Here at WPR, we don’t spend much time thinking about which of thearticles we publish will be most popular. But eyeballs are easier to quantifythan other more important measures. And we’d risk insulting our readersif we put no stock whatsoever in what they read most often. By the same token, it is an irony of online publishing that masses of first-time readers, clicking through from occasional links on heavily trafficked sites, can do more to shape statistics pertaining to popularity than that smaller group of core, loyal readers that it is the primary job of a publication like WPR to […]
US Special Representative of the President for NuclearNon-Proliferation Susan Burk discusses the May 2010 Review Conferenceof the Nuclear Non-Proliferation Treaty (NPT). The question on Burk’smind is, “How can we best work together?” She says that she andPresident Obama believe that finding areas on which member countriescan agree will help make the conference a success.
NewsHour’s Ray Suarez looks back on the climate change conference inCopenhagen, trying to make sense of a two-week-long struggle resulting in aninconclusive finish. Suarez says that the conference left the “new kidson the block” like Brazil and China sitting at the table with Obama inthe end and slighted European nations’ concerns.
It has become an article of faith that American counterterrorism policy — especially as practiced in Afghanistan — is a failure, and that as a consequence a new approach is required. This perception served as a major justification for the escalation of the conflict in Afghanistan by the Obama administration, while the associated elevated sense of risk explains much of the resistance to closing the detention center in Guantanamo and holding terrorist trials in federal courts. Fortunately for the United States, the real story is quite different, as the American Security Project’s latest annual report (.pdf) on terrorism trends documents. […]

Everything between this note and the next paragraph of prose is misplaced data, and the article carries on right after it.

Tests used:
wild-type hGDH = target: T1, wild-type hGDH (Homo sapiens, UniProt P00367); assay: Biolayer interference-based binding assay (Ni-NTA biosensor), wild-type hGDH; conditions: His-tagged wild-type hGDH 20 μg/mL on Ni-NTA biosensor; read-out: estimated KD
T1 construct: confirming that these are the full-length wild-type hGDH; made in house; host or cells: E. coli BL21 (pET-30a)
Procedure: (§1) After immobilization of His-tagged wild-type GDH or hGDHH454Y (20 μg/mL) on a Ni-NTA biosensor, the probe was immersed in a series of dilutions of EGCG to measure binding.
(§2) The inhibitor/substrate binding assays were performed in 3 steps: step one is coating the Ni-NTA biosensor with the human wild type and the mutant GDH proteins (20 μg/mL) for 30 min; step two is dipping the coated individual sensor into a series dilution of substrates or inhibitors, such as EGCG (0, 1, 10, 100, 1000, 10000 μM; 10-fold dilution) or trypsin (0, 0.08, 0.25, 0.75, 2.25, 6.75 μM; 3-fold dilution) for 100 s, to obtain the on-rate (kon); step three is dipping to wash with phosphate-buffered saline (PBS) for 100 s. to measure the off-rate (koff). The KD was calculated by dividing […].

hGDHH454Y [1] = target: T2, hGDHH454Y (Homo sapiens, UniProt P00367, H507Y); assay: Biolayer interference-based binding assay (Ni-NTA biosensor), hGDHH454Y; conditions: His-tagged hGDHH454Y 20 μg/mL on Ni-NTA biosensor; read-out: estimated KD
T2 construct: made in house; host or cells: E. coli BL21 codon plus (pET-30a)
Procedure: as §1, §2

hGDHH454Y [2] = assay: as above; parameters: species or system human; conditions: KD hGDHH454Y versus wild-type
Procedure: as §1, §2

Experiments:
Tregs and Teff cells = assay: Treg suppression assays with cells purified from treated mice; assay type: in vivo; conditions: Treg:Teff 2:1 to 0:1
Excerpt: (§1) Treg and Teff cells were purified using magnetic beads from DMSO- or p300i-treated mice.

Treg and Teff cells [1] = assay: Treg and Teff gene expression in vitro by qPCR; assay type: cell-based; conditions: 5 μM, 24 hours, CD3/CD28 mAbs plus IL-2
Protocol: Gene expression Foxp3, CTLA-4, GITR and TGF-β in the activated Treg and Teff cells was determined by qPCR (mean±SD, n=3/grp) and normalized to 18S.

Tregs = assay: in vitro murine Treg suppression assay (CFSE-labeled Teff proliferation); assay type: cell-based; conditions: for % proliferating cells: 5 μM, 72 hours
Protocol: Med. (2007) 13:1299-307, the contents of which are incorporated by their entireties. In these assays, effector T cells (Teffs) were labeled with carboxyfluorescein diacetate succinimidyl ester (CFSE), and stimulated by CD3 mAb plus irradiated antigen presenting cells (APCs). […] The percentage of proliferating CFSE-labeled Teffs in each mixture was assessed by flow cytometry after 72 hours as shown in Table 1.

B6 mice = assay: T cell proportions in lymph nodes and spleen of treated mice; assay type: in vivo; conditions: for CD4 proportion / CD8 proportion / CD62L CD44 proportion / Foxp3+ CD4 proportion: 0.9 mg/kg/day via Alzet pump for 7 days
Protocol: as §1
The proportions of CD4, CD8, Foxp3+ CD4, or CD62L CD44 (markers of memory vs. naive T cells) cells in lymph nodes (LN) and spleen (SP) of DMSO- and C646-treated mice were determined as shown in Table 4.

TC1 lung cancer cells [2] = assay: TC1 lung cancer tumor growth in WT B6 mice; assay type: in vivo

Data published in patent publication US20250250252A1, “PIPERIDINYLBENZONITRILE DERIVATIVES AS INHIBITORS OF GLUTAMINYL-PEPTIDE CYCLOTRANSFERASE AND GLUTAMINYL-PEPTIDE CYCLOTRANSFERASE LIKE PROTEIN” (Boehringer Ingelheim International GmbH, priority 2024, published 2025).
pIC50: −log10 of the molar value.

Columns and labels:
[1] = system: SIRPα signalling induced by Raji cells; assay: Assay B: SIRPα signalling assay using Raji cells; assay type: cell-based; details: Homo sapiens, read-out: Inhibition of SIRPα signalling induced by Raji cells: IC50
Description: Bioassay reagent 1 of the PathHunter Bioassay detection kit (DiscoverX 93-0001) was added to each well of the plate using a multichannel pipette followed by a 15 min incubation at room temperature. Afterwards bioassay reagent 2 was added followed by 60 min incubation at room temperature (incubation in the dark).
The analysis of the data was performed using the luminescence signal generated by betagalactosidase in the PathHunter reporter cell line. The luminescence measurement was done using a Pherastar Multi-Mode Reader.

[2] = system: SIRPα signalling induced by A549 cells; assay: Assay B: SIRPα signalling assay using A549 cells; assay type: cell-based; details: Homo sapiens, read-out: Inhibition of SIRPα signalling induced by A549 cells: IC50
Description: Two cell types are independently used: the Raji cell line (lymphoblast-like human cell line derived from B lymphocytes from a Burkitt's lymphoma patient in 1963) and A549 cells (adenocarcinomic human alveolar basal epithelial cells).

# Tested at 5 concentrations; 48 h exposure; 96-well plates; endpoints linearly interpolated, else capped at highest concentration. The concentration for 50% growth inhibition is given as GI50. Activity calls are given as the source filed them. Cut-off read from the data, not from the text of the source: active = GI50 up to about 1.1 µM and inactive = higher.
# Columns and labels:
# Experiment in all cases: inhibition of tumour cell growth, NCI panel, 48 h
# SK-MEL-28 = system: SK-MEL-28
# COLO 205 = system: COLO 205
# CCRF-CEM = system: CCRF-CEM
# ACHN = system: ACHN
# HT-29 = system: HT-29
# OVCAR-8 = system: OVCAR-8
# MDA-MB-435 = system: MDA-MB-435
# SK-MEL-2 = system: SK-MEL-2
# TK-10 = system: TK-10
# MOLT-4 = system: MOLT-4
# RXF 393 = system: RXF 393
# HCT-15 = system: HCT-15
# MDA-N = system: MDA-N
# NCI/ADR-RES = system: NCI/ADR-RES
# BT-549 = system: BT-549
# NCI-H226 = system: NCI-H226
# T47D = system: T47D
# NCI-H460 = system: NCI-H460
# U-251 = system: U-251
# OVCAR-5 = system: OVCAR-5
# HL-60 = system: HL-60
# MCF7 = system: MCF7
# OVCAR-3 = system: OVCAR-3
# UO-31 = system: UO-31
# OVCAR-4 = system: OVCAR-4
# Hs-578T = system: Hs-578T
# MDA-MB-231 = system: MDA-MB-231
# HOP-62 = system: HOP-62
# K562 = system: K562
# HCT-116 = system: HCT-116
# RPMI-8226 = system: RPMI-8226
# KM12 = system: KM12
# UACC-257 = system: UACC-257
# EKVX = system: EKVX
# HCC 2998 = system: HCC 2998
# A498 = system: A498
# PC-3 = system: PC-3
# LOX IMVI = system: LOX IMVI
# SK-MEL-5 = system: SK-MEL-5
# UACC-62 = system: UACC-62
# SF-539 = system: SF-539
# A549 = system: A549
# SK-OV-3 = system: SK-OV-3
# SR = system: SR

If you thought the neocons were vanquished, disappearing along with theBush-Cheney administration, better think again. Their mindset stillanimates most of what the GOP offers in opposition to President BarackObama’s magical apology tour. For while the president won a Nobel PeacePrize for his heartfelt mea maxima culpa, Charles Krauthammer & Co. see no reason to surrender America’s two-decades-and-counting “era ofmaximum dominance” to the Chinese simply because Beijing holds the pinkslip on our national economy. First, some details. Atthe heart of this struggle lie two diametrically opposed views oftoday’s world: one that accepts globalization as the all-powerfulshaper of human destiny, and one […]
Here are a few of this week’s highlights from WPR’s video section: – U.S. Military drones have been hacked by militants. WSJ’s Siobhan Gorman talks about the implications and possible threats this breach may cause. – This Al-Jazeera videoreports on the Kurdish struggle for representation in Turkey after acourt decision banned the pro-Kurdish party from parliament, linkingthem to the PKK. – The delicate relationship between Afghan and U.S. security forces isoften strained as they work together to secure Afghanistan. This VOA video discusses some of the obstacles. Our video sectionis updated daily. I’ll highlight videos we post there from time […]
In discussing my proposal last week for a Sino-Indian Convention that would define 21st century spheres of influence in Central Asia, a colleague suggested that it was an idea that Otto von Bismarck would have been proud of. They didn’t mean it as a compliment. We think of Bismarck as a caricature of the old European warlord, peering through a monocled eye while croaking about decisions forged in “blood and iron.” Most of all, we see him as someone whose policies were designed for personal and imperial aggrandizement, not the betterment of the people. We distrust his approach to the […]